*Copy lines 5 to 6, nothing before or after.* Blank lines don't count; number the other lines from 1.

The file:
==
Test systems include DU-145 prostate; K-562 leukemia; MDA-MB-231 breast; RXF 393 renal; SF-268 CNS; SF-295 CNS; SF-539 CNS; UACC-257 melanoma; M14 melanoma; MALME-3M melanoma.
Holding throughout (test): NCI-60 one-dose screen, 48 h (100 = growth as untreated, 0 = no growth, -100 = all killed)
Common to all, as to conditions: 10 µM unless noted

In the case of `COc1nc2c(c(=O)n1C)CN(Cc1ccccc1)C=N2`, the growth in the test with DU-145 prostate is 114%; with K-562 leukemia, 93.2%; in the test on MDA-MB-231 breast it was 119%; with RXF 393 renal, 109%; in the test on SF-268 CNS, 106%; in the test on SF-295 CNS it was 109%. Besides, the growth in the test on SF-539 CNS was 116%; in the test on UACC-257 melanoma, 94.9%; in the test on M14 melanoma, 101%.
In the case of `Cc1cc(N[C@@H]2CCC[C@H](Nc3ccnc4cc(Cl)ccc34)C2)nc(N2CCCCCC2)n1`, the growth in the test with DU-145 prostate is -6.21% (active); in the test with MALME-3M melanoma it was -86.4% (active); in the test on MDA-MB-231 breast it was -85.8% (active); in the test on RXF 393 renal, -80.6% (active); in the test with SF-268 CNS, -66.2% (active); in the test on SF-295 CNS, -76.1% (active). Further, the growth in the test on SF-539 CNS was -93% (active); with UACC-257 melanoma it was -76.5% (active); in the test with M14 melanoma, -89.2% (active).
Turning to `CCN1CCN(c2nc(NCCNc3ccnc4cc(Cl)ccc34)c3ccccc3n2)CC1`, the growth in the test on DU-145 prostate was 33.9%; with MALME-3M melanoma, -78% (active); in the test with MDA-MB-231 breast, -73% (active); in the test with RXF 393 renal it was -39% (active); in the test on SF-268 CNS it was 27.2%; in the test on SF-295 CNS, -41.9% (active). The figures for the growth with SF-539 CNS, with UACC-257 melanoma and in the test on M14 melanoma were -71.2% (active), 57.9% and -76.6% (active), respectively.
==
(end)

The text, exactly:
In the case of `Cc1cc(N[C@@H]2CCC[C@H](Nc3ccnc4cc(Cl)ccc34)C2)nc(N2CCCCCC2)n1`, the growth in the test with DU-145 prostate is -6.21% (active); in the test with MALME-3M melanoma it was -86.4% (active); in the test on MDA-MB-231 breast it was -85.8% (active); in the test on RXF 393 renal, -80.6% (active); in the test with SF-268 CNS, -66.2% (active); in the test on SF-295 CNS, -76.1% (active). Further, the growth in the test on SF-539 CNS was -93% (active); with UACC-257 melanoma it was -76.5% (active); in the test with M14 melanoma, -89.2% (active).
Turning to `CCN1CCN(c2nc(NCCNc3ccnc4cc(Cl)ccc34)c3ccccc3n2)CC1`, the growth in the test on DU-145 prostate was 33.9%; with MALME-3M melanoma, -78% (active); in the test with MDA-MB-231 breast, -73% (active); in the test with RXF 393 renal it was -39% (active); in the test on SF-268 CNS it was 27.2%; in the test on SF-295 CNS, -41.9% (active). The figures for the growth with SF-539 CNS, with UACC-257 melanoma and in the test on M14 melanoma were -71.2% (active), 57.9% and -76.6% (active), respectively.